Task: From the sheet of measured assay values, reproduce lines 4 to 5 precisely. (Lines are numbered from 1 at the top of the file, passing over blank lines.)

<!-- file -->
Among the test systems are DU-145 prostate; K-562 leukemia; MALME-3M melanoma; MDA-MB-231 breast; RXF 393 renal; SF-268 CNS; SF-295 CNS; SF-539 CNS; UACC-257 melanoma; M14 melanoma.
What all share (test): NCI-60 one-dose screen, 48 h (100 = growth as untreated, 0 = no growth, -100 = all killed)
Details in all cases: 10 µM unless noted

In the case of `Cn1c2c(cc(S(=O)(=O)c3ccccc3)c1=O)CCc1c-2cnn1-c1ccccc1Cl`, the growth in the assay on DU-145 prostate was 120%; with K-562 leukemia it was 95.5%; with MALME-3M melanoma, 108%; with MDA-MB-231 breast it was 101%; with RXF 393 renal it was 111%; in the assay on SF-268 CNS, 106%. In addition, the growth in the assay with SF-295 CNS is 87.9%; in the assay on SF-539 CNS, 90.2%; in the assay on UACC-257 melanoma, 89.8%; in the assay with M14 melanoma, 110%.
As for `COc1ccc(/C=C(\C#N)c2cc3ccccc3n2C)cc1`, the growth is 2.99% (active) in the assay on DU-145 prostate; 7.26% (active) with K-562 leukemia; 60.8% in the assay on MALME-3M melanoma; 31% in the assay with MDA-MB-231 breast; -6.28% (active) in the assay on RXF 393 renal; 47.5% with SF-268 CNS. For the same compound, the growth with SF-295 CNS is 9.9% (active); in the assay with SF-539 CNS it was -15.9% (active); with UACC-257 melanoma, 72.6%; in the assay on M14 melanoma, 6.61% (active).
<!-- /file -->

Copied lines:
In the case of `Cn1c2c(cc(S(=O)(=O)c3ccccc3)c1=O)CCc1c-2cnn1-c1ccccc1Cl`, the growth in the assay on DU-145 prostate was 120%; with K-562 leukemia it was 95.5%; with MALME-3M melanoma, 108%; with MDA-MB-231 breast it was 101%; with RXF 393 renal it was 111%; in the assay on SF-268 CNS, 106%. In addition, the growth in the assay with SF-295 CNS is 87.9%; in the assay on SF-539 CNS, 90.2%; in the assay on UACC-257 melanoma, 89.8%; in the assay with M14 melanoma, 110%.
As for `COc1ccc(/C=C(\C#N)c2cc3ccccc3n2C)cc1`, the growth is 2.99% (active) in the assay on DU-145 prostate; 7.26% (active) with K-562 leukemia; 60.8% in the assay on MALME-3M melanoma; 31% in the assay with MDA-MB-231 breast; -6.28% (active) in the assay on RXF 393 renal; 47.5% with SF-268 CNS. For the same compound, the growth with SF-295 CNS is 9.9% (active); in the assay with SF-539 CNS it was -15.9% (active); with UACC-257 melanoma, 72.6%; in the assay on M14 melanoma, 6.61% (active).